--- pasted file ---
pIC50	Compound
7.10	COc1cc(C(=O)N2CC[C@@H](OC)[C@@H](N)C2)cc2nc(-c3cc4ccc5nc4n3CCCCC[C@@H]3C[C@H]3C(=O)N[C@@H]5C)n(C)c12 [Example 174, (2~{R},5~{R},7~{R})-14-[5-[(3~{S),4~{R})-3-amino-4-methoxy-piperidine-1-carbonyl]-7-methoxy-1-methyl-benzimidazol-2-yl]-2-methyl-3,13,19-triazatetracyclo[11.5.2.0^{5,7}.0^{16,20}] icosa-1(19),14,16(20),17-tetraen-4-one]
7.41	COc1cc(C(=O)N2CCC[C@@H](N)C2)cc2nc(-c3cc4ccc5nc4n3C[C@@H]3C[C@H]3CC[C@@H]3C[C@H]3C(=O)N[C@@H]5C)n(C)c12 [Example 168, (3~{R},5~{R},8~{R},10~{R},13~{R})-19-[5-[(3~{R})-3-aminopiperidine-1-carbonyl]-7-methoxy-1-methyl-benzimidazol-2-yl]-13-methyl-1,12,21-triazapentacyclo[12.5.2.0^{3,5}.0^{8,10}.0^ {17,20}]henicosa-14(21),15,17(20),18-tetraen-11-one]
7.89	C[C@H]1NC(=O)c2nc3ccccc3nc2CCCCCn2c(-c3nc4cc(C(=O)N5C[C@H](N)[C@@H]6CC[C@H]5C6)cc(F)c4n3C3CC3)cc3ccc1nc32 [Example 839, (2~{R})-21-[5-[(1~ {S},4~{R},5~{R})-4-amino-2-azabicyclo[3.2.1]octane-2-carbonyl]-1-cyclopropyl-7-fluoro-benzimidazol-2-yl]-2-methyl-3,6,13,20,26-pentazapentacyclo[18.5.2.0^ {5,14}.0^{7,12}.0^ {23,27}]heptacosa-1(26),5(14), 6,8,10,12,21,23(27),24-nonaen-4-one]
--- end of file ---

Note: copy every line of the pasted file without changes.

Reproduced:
pIC50	Compound
7.10	COc1cc(C(=O)N2CC[C@@H](OC)[C@@H](N)C2)cc2nc(-c3cc4ccc5nc4n3CCCCC[C@@H]3C[C@H]3C(=O)N[C@@H]5C)n(C)c12 [Example 174, (2~{R},5~{R},7~{R})-14-[5-[(3~{S),4~{R})-3-amino-4-methoxy-piperidine-1-carbonyl]-7-methoxy-1-methyl-benzimidazol-2-yl]-2-methyl-3,13,19-triazatetracyclo[11.5.2.0^{5,7}.0^{16,20}] icosa-1(19),14,16(20),17-tetraen-4-one]
7.41	COc1cc(C(=O)N2CCC[C@@H](N)C2)cc2nc(-c3cc4ccc5nc4n3C[C@@H]3C[C@H]3CC[C@@H]3C[C@H]3C(=O)N[C@@H]5C)n(C)c12 [Example 168, (3~{R},5~{R},8~{R},10~{R},13~{R})-19-[5-[(3~{R})-3-aminopiperidine-1-carbonyl]-7-methoxy-1-methyl-benzimidazol-2-yl]-13-methyl-1,12,21-triazapentacyclo[12.5.2.0^{3,5}.0^{8,10}.0^ {17,20}]henicosa-14(21),15,17(20),18-tetraen-11-one]
7.89	C[C@H]1NC(=O)c2nc3ccccc3nc2CCCCCn2c(-c3nc4cc(C(=O)N5C[C@H](N)[C@@H]6CC[C@H]5C6)cc(F)c4n3C3CC3)cc3ccc1nc32 [Example 839, (2~{R})-21-[5-[(1~ {S},4~{R},5~{R})-4-amino-2-azabicyclo[3.2.1]octane-2-carbonyl]-1-cyclopropyl-7-fluoro-benzimidazol-2-yl]-2-methyl-3,6,13,20,26-pentazapentacyclo[18.5.2.0^ {5,14}.0^{7,12}.0^ {23,27}]heptacosa-1(26),5(14), 6,8,10,12,21,23(27),24-nonaen-4-one]